Political Determinants of Corporate Governance: Political Context, Corporate Impact

Paperback | July 20, 2006

byMark J. Roe

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Before a nation can produce, it must achieve social peace. That social peace has been reached in different nations by differing means, some of which have then been embedded in business firms, in corporate ownership patterns, and in corporate governance structures. The large publicly held, diffusely owned firm dominates business in the United States despite its infirmities, namely the frequently fragile relations between stockholders and managers. But in other economically advanced nations, ownership is not diffuse but concentrated. It is concentrated in nosmall measure because the delicate threads that tie managers to shareholders in the public firm fray easily in common political environments, such as those in the continental European social democracies. Social democracies press managers to stabilize employment, to forego some profit-maximizing risks with the firm, and to use up capital in place rather than to downsize when markets no longer are aligned with the firm's production capabilities. Since managers must have discretion in the public firm,how they use that discretion is crucial to stockholders, and social democratic pressures induce managers to stray farther than otherwise from their shareholders' profit-maximizing goals. Moreover, the means that align managers with diffuse stockholders in the United States-incentive compensation,hostile takeovers, and strong shareholder-wealth maximization norms-are weaker and sometimes denigrated in continental social democracies.Hence, public firms there have higher managerial agency costs, and large-block shareholding has persisted as shareholders' best remaining way to control those costs. Social democracies may enhance total social welfare, but if they do, they do so with fewer public firms than less socially responsive nations. The author therefore uncovers not only a political explanation for ownership concentration in Europe, but also a crucial political prerequisite to the riseof the public firm in the United States, namely the weakness of social democratic pressures on the American business firm.

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Before a nation can produce, it must achieve social peace. That social peace has been reached in different nations by differing means, some of which have then been embedded in business firms, in corporate ownership patterns, and in corporate governance structures. The large publicly held, diffusely owned firm dominates business in the ...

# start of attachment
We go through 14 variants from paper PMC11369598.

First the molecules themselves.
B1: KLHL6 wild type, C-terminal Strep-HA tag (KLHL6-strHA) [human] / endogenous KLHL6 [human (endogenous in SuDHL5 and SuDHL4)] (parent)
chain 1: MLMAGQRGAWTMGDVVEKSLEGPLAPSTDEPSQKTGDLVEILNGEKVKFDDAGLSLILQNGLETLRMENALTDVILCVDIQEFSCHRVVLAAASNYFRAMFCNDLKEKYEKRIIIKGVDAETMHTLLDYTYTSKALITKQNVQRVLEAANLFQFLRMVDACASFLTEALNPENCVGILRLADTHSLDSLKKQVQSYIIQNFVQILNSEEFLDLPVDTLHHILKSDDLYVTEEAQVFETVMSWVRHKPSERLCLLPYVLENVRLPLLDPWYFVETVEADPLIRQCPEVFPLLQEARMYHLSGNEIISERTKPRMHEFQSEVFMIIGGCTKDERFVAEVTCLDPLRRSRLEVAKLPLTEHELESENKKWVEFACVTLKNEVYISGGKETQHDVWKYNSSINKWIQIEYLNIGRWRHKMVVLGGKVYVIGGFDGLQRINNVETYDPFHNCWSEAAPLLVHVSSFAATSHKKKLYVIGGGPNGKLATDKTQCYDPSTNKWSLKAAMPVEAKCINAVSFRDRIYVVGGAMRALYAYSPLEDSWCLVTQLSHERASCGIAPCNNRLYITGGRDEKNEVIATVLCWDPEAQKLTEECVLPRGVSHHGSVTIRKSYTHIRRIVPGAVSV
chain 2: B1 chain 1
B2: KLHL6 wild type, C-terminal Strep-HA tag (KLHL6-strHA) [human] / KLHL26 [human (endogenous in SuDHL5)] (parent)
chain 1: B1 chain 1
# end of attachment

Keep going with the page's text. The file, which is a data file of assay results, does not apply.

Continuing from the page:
Mark J. Roe is Berg Professor Law at the Harvard Law School. He has previously held positions at Columbia University School of Law; University of Pennsylvania School of Law; and Rutgers University School of Law. His publications include Corporate Reorganization and Bankruptcy: Legal and Financial Materials (Foundation Press, 2000) and...

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Format:PaperbackDimensions:256 pages, 9.21 × 6.14 × 0.59 inPublished:July 20, 2006Publisher:Oxford University PressLanguage:English

The following ISBNs are associated with this title:

ISBN - 10:0199205302

ISBN - 13:9780199205301

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Table of Contents

IntroductionPart I: Political Conflict and the Corporation1. Peace as Predicate2. The Wealthy West's Differing Corporate Governance Structures3. A General TheoryPart II: Social Conflict and the Institutions of Corporate Governance4. Social Democracies and Agency Costs: Raising the Stakes5. Reducing Shareholders' Power to Control ManagersPart III: Left-Right Politics and Ownership Separation: Data6. Data and ConfirmationPart IV: Nation by Nation7. France8. Germany9. Italy10. Japan11. Sweden12. United Kingdom13. United States14. Extending the Sample?Part V: The Direction of Causality15. Alternative Formulations of the Thesis16. Backlash17. Contract as Metaphor18. Rents19. Rents and Politics20. Rents and Ownership Concentration21. Political Change in Continental Europe22. Alternative Formulations: DataPart VI: The Quality of Corporate Law Argument and its Limits23. Corporate Law as the Foundation for Securities Markets: The Theory24. Its Limits: Theory25. Its Limits: Data26. The Quality of Corporate Law and its LimitsPart VII: Unifying the Political Theories27. Populism and Socialism in Corporate GovernanceConclusion

Editorial Reviews

`I definitely recommend this book to all scholars of corporate governance and anybody else interested in the origins of corporate governance systems ... a joy to read ... Roe's book is a welcome and stimulating addition to the field.'Marc Goergen (Manchester School of Management and European Corporate Governance Institute), Corporate Governance: An International Review